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Film industry rep tells lawmakers Kentucky remains ripe for more movies

Film and TV Producer Kristi Kilday testifies regarding Kentucky's file industry incentives
Stu Johnson
Film and TV Producer Kristi Kilday testifies regarding Kentucky's film industry incentives. To her left is Louisville Democratic Representative Daniel Grossberg and to her right a film industry associate.

Cameras are rolling in some central Kentucky communities for the latest film to be shot in the Commonwealth. A panel of state lawmakers got an update on Hollywood in the Bluegrass last week.

The legislative committee meeting primarily focused on how state incentives are a draw for filmmakers. Film and TV Producer Kristi Kilday said $10 million have been allocated so far in 2024 and that figure was $55 million last year. Kilday sees only an upward trend for more filmmaking in Kentucky.

“We’ll be seeing more film sets around town but the most important thing is we’re gonna see more economic development and economic impact from the industry coming to Kentucky,” said Kilday.

Kilday said spending in motels, restaurants, clothing shops and other retailers means pumping around $250,000 daily into a local economy. The current film, a romantic drama, is being shot in Mercer and Boyle Counties.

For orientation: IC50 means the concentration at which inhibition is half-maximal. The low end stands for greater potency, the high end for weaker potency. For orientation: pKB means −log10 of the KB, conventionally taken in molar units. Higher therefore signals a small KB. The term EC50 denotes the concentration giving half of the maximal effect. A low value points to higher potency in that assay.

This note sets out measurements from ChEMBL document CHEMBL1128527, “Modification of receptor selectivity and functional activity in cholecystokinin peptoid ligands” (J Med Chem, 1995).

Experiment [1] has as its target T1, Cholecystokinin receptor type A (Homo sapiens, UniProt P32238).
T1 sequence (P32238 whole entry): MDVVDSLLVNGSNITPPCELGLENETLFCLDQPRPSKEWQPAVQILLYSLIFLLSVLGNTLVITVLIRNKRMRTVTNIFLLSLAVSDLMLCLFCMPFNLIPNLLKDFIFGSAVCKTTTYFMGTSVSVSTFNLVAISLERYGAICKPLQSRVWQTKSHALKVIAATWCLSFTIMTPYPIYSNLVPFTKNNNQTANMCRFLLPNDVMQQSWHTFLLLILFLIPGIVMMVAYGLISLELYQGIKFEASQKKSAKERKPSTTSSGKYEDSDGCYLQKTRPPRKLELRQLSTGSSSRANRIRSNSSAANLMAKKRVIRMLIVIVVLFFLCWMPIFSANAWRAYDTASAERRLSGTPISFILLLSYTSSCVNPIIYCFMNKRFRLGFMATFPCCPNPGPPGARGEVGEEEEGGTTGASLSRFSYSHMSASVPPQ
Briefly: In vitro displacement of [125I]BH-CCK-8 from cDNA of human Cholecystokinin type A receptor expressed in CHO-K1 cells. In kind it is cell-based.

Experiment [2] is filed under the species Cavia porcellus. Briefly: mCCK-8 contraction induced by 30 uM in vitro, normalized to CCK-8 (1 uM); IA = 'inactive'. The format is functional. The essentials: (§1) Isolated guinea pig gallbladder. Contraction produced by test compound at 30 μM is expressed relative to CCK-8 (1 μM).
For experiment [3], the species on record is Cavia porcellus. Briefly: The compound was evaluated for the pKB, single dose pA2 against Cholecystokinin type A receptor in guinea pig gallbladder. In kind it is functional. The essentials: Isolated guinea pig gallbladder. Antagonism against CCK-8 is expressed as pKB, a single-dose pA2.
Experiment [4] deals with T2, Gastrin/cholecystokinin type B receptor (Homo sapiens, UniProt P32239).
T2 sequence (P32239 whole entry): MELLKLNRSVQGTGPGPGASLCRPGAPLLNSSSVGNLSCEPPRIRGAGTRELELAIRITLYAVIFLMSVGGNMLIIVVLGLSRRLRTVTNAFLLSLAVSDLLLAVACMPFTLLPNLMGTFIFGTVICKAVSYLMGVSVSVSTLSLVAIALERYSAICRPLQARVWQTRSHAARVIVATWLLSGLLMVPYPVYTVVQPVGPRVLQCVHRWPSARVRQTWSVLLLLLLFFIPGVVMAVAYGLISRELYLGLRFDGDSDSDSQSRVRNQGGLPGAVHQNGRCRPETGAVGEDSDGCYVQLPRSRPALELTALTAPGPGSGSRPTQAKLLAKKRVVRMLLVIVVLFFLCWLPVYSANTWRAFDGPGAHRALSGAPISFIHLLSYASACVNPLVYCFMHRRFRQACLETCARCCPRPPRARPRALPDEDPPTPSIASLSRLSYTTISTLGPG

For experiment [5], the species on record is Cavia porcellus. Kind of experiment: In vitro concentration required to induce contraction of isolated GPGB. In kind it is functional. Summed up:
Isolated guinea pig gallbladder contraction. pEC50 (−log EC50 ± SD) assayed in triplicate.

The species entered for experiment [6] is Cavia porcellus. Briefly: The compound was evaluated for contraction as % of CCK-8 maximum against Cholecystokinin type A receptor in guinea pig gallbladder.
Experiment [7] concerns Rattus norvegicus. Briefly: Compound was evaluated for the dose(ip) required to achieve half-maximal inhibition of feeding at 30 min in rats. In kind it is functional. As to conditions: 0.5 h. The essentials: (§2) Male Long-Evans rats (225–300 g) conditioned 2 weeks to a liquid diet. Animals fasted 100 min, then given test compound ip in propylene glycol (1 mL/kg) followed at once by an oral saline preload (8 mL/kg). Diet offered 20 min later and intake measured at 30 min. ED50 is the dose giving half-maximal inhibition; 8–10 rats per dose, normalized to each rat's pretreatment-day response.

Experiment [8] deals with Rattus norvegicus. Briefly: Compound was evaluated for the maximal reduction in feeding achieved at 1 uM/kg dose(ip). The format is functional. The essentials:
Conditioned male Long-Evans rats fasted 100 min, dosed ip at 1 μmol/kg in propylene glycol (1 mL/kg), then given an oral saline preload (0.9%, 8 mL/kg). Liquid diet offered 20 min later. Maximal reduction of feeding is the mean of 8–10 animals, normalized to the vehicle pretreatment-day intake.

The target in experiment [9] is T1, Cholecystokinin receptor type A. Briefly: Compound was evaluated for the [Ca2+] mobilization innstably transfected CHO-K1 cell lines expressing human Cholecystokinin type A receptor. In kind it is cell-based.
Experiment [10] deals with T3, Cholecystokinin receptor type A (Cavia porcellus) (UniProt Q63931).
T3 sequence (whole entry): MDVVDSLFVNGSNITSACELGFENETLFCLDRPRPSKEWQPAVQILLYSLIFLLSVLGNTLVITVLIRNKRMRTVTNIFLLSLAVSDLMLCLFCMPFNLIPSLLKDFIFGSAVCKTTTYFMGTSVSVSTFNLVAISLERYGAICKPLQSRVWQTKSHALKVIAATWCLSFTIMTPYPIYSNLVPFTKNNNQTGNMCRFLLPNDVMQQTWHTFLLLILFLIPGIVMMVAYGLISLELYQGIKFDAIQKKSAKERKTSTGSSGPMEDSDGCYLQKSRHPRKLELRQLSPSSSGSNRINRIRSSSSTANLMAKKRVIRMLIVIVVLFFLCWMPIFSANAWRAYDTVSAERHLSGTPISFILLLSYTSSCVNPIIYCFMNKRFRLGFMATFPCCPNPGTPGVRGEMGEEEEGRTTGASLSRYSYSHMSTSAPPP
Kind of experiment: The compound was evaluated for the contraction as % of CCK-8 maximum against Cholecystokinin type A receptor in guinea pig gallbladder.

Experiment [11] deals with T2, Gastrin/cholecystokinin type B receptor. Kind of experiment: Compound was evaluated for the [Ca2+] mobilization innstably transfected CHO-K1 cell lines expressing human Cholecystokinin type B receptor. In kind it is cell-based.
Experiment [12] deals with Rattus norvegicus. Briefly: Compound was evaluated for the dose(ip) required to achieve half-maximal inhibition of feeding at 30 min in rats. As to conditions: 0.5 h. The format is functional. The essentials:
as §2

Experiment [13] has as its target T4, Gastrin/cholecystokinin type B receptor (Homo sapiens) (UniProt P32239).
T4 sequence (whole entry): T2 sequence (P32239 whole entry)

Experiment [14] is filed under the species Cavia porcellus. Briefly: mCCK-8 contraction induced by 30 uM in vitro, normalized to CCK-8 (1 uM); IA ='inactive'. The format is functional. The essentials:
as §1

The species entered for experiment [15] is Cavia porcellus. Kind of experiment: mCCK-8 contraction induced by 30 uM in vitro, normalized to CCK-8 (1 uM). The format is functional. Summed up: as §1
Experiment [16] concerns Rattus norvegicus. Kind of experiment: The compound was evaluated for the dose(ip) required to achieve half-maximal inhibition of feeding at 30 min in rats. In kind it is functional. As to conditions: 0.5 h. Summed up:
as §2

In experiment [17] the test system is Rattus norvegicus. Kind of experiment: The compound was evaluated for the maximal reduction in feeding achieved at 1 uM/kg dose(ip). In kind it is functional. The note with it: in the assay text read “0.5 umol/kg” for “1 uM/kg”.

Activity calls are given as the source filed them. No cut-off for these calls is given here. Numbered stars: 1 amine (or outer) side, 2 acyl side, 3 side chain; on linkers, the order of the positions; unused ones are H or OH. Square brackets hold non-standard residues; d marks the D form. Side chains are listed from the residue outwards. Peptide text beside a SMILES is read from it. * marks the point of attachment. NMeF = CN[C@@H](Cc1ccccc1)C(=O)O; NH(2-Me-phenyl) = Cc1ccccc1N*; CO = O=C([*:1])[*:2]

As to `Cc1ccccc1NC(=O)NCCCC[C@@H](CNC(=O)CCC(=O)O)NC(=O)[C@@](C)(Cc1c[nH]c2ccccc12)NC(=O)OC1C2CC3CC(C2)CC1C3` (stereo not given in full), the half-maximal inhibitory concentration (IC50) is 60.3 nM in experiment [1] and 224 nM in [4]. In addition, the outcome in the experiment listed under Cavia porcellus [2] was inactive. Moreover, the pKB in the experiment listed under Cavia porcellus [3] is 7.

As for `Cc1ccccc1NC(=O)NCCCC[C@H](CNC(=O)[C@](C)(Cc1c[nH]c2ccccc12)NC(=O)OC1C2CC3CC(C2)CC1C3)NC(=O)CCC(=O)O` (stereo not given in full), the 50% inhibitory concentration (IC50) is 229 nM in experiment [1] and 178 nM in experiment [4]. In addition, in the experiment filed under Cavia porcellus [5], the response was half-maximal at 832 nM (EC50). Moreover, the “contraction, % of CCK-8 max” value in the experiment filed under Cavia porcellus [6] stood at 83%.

Kilday noted the state’s film industry incentive program is one of the best in the country. And she told the group of representatives the timing could be just right.

“We had two strikes last year that devastated our industry. The actors and the writers. From the smallest independent producer up to the biggest distributor, everybody is looking for this incentive and to come and be able to spend money wisely, in an environment that supports them,” said Kilday.

Kilday said too many people in the industry have thought of Kentucky as, quote, “just horses and grass.” She said the word is getting out about other natural attractions, the lakes and mountains of the Commonwealth.

Depending on the location, Kilday said the Kentucky film incentives mean either 30 or 35 cents on each dollar spent here. She noted after film companies send their spending information to the State, a check is cut for that percentage amount. Kilday added there is still a need for further marketing, but also infrastructure improvements. The film producer said too many items for movie making are still purchased outside the state. During the legislative committee meeting, a few lawmakers pitched ideas. Richmond Representative Deanna Frazier Gordon said a movie about Cassius Clay and White Hall would make for a great film. Frazier Gordon said tourism officials already have the actor in mind to play Clay, Lexington-born George Clooney.

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Stu has been reporting for WEKU for more than 35 years. His primary beat is Lexington/Fayette government.
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